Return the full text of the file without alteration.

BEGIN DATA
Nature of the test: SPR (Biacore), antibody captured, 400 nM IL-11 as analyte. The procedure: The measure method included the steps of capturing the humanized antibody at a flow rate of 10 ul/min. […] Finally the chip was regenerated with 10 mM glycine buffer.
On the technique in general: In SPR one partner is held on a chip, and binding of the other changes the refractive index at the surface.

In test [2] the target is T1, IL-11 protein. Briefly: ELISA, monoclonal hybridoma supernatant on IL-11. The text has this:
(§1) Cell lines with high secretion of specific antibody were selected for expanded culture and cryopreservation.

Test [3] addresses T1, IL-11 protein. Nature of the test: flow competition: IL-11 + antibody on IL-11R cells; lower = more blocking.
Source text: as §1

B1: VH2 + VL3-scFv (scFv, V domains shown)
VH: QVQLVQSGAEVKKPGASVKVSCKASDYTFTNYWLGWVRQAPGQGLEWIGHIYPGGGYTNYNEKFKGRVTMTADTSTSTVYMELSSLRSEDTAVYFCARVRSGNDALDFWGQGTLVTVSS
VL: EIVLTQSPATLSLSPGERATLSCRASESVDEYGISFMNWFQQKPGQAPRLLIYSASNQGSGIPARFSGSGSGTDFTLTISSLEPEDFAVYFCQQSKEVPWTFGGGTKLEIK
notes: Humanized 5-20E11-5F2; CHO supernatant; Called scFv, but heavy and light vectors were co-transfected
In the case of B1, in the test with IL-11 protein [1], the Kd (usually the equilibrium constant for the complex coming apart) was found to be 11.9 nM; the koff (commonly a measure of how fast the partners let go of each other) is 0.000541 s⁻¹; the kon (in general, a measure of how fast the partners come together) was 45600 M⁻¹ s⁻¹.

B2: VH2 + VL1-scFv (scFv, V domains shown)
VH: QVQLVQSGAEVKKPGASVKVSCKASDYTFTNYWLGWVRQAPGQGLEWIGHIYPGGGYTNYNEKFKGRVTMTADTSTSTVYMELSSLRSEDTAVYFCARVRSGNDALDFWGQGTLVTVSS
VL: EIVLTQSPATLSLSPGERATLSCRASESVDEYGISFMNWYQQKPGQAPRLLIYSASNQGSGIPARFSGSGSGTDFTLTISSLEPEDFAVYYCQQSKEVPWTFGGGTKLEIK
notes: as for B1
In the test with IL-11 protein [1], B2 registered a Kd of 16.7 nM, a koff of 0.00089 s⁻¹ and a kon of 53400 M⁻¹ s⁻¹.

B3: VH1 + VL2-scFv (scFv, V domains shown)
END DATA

Nature of the test: SPR (Biacore), antibody captured, 400 nM IL-11 as analyte. The procedure: The measure method included the steps of capturing the humanized antibody at a flow rate of 10 ul/min. […] Finally the chip was regenerated with 10 mM glycine buffer.
On the technique in general: In SPR one partner is held on a chip, and binding of the other changes the refractive index at the surface.

In test [2] the target is T1, IL-11 protein. Briefly: ELISA, monoclonal hybridoma supernatant on IL-11. The text has this:
(§1) Cell lines with high secretion of specific antibody were selected for expanded culture and cryopreservation.

Test [3] addresses T1, IL-11 protein. Nature of the test: flow competition: IL-11 + antibody on IL-11R cells; lower = more blocking.
Source text: as §1

B1: VH2 + VL3-scFv (scFv, V domains shown)
VH: QVQLVQSGAEVKKPGASVKVSCKASDYTFTNYWLGWVRQAPGQGLEWIGHIYPGGGYTNYNEKFKGRVTMTADTSTSTVYMELSSLRSEDTAVYFCARVRSGNDALDFWGQGTLVTVSS
VL: EIVLTQSPATLSLSPGERATLSCRASESVDEYGISFMNWFQQKPGQAPRLLIYSASNQGSGIPARFSGSGSGTDFTLTISSLEPEDFAVYFCQQSKEVPWTFGGGTKLEIK
notes: Humanized 5-20E11-5F2; CHO supernatant; Called scFv, but heavy and light vectors were co-transfected
In the case of B1, in the test with IL-11 protein [1], the Kd (usually the equilibrium constant for the complex coming apart) was found to be 11.9 nM; the koff (commonly a measure of how fast the partners let go of each other) is 0.000541 s⁻¹; the kon (in general, a measure of how fast the partners come together) was 45600 M⁻¹ s⁻¹.

B2: VH2 + VL1-scFv (scFv, V domains shown)
VH: QVQLVQSGAEVKKPGASVKVSCKASDYTFTNYWLGWVRQAPGQGLEWIGHIYPGGGYTNYNEKFKGRVTMTADTSTSTVYMELSSLRSEDTAVYFCARVRSGNDALDFWGQGTLVTVSS
VL: EIVLTQSPATLSLSPGERATLSCRASESVDEYGISFMNWYQQKPGQAPRLLIYSASNQGSGIPARFSGSGSGTDFTLTISSLEPEDFAVYYCQQSKEVPWTFGGGTKLEIK
notes: as for B1
In the test with IL-11 protein [1], B2 registered a Kd of 16.7 nM, a koff of 0.00089 s⁻¹ and a kon of 53400 M⁻¹ s⁻¹.

B3: VH1 + VL2-scFv (scFv, V domains shown)